Ruth Barker

Round Table, Big Stone



I decided to focus my thoughts on a single piece from the show – the image of the dolmen, in Huhnengrab II upstairs – and just to feel out the space that that work seems to open up. It’s quite a personal reading in some ways, but I hope that it might give us somewhere to start.



When I mentioned in an email to Katrina that I was going to concentrate on the Huhnengrab piece, she commented that it’s quite an enigmatic work, and it struck me that that phrase is very useful, because it describes something that is mysterious – something that is difficult to understand or explain, but it also has quite an attractive aura to it. An enigma is involving somehow, even though it may be quite silent at first, and even when it may reveal itself a little less immediately that we might expect. And I think that all of those qualities - of silence, and of the pace of a work, the time a work takes or contains, and of something being difficult to immediately understand to explain – are very useful.


Because this is a work that at first appears to have an omission – a silence – as its central weight. The work is right upstairs, I’m sure everybody here has seen it so I don’t need to describe it, but we can think about how that central image of the stone is surrounded by this blackness, the matt black of the blackboard paint that has been applied over the rest of the image to leave the stone isolated, apparently cut off from its photographic context, and anchorless, unmoored somehow. Juliana Engbuerg describes it very beautifully in the exhibition notes when she says that it “floats in a newly created space” And I think it is important to think about the work in those terms of that separation of the figure from the ground; of the visual cutting that has left the stone in this apparent void which questions what we think we are looking at when we look at an image – again from the exhibition notes: “As Magritte might have written ‘this is not a stone.’”


And that is a very important quality to the work, I think - that dissociated, floating, enigmatic quality that we’re left with by that act of obscuring the stone’s photographic context. But I think there’s something else that I want to bring up in relation to that, and it’s slightly different, although it is related to Juliana’s thoughts about the work’s weight. Because it’s also important that what we tend to think of (especially perhaps when we see the work in reproduction) as an act of concealment, separation and obliteration – the application of that blackboard paint - is actually also an act of mark-making, generation, and addition.


When I spent time with the work in that space, overwhelmingly the impression I was left with was not of floating or dislodgement but of a very substantial sense of connection to weight, and of time.

The dolmen piece is heavy. It’s heavy when we look at it, when we inhabit its space as viewers. It’s heavy in the way that it absorbs the light from that amazing window and becomes this very dense visual presence in the room. And the work is heavy on its paper – the paper has bowed and curled with the weight of the applied image. The image of the stone is tied to this curling paper and cannot be cut from it, even as the blackness of its surroundings tips the paper up to disrupt that image that it bears, like a very slow challenge of scissors paper stone; in which the nuance is all in that utterly sustained – almost painfully protracted - movement towards, which the various elements engage in. The image is dislodged from its previous image-based context but in the state that we encounter it, it is also embraced by a new and more dynamic, present context that is palpable and even quite seductive.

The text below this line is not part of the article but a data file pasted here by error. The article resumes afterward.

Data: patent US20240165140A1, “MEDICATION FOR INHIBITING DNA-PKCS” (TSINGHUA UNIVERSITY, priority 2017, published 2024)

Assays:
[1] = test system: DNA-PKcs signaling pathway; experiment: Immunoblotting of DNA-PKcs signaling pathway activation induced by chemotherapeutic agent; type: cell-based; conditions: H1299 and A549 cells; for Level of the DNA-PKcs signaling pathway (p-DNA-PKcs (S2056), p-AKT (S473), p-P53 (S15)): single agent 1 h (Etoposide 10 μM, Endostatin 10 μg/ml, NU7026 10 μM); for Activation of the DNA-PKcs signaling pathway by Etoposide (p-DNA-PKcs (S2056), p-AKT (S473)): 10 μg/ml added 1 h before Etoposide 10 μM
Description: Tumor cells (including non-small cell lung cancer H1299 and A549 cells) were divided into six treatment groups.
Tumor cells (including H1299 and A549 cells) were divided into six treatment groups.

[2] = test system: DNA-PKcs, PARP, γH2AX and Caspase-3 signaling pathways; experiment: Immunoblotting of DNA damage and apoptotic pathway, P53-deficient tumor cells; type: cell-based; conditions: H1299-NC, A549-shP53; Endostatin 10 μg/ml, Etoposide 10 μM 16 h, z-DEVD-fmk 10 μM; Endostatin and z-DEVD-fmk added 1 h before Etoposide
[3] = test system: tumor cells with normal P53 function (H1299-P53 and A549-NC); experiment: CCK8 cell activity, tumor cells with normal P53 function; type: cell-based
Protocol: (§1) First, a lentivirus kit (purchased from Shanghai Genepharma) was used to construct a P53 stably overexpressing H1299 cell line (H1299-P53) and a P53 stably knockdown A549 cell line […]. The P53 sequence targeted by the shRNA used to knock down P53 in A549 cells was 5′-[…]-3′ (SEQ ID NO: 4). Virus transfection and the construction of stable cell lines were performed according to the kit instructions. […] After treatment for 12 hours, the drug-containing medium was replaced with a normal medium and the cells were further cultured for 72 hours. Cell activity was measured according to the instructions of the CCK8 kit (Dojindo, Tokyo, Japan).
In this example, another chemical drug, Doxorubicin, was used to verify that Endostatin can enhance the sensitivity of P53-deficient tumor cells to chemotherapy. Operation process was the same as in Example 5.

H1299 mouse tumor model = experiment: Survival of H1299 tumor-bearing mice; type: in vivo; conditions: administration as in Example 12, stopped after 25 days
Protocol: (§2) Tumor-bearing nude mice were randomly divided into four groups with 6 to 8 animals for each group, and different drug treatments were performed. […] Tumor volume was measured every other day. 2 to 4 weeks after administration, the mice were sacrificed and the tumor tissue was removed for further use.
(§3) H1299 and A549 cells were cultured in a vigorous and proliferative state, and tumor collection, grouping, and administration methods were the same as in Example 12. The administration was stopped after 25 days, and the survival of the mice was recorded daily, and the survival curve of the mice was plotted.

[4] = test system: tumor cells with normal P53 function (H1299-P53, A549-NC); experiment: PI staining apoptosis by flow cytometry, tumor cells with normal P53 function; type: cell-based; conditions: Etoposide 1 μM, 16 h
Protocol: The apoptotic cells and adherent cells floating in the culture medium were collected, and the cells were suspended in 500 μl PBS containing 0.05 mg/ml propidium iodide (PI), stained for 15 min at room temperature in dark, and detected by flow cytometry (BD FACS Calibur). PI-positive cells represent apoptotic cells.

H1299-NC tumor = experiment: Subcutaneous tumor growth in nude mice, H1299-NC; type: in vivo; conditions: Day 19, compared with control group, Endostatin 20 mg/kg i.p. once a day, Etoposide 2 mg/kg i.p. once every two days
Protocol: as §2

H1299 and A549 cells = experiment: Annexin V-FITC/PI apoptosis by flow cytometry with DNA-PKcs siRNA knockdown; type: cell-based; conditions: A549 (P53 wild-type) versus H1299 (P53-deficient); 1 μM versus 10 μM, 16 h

And for me this is utterly tied to what the image is of. The image moored to that curving, curling paper is a capstone from a dolmen; it’s the massive horizontal that would be borne up by two or more upright megaliths.

Dolmens of course are themselves enigmatic – we don’t know exactly what they were for, and yet we know that they were in some senses funerary. But what we do know about them is that most dolmens were not intended to be seen. Once constructed they would have been buried, they would have been concealed by an earth mound to form an immense barrow in the landscape.


So we come back to that complicated, layered, and enigmatic process of obliteration and mark-making through time. It seems to me that the processes of taking things out and putting things in to the realm of the visible, is important here. In a way I feel that’s what this work hinges on.

Because that act of burying, of concealment, or obliteration; the gesture of removing a weighty object from its context by the application of blackness – whether through paint or through soil – is not only a gesture of separation. It is also a rooting to, an adding of weight, and a connecting that gives us shape and resonance.



And just to finish, my instinct tells me that that is what makes Tacita’s practice so interesting. This ability to be nuanced and complicated, and to articulate the spaces between ideas or states, or qualities that we might otherwise consider to be mutually exclusive, or even binaries, So that she can show us something that is dark and luminous, and something that is light and which has weight, that is cut loose and rooted, that takes time and that is there in an instant. And she does that, I think, through a visual language that to my eye, speaks like poetry sounds.


The Common Guild